The doriae-complex (Tetramorium doriae, Tetramorium gracile, Tetramorium praetextum) inhabits dry or semi-desert areas and is known from South West Africa and Ethiopia; one of the species extends its range from Ethiopia into Yemen and Saudi Arabia. In these three the frontal carinae are feeble, only developed to the level of the posterior margins of the eyes and thereafter fading out or becoming confused with the sculpture (Fig. 53). SI range is 103-111. The propodeum is armed only with tiny denticles or is merely angular, without developed armament at all. The petiole node in dorsal view is longer than broad and in profile is roughly rectangular, the dorsal length usually greater than the height of the tergal portion.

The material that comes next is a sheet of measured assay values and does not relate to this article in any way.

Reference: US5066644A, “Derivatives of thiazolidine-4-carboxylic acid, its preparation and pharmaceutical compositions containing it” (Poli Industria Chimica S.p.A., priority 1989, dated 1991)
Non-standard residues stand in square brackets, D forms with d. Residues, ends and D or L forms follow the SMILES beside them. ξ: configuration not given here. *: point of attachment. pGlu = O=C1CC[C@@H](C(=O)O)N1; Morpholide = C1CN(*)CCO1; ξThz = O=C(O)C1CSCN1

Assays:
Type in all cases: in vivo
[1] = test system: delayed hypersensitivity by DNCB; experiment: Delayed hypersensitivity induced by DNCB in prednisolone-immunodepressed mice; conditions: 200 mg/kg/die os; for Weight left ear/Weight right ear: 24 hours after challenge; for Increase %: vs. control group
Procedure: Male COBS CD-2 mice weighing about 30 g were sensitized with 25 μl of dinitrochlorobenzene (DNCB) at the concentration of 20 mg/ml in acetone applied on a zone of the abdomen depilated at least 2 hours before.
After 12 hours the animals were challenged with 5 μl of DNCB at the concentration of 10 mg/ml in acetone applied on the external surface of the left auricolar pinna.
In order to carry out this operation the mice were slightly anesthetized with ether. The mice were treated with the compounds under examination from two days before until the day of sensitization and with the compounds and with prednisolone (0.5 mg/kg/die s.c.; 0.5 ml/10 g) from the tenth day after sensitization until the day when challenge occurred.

The fourth and final complex is the largest. The setigerum-complex includes Tetramorium agile, Tetramorium avium, Tetramorium frenchi, Tetramorium laevithorax, Tetramorium parasiticum and Tetramorium setigerum. These are predominantly species of the southern half of Africa although both T. laevithorax and T. setigerum are known to occur as far north as Sudan. Excluding T. parasiticum, known only from an inquiline female in a nest of T. avium, the remainder of the complex have strongly developed frontal carinae which almost reach the occipital margin (Fig. 56). The carinae are usually surmounted by a raised rim or flange for most or all of their length. Scapes have an SI range of 103-119. The propodeal spines are quite short, always shorter than the maximum diameter of the eye but longer than the triangular metapleural lobes except in some samples of T. avium. The petiole node is broader than long in dorsal view and quite narrow in profile, the dorsal length being less than the height of the tergal portion of the node.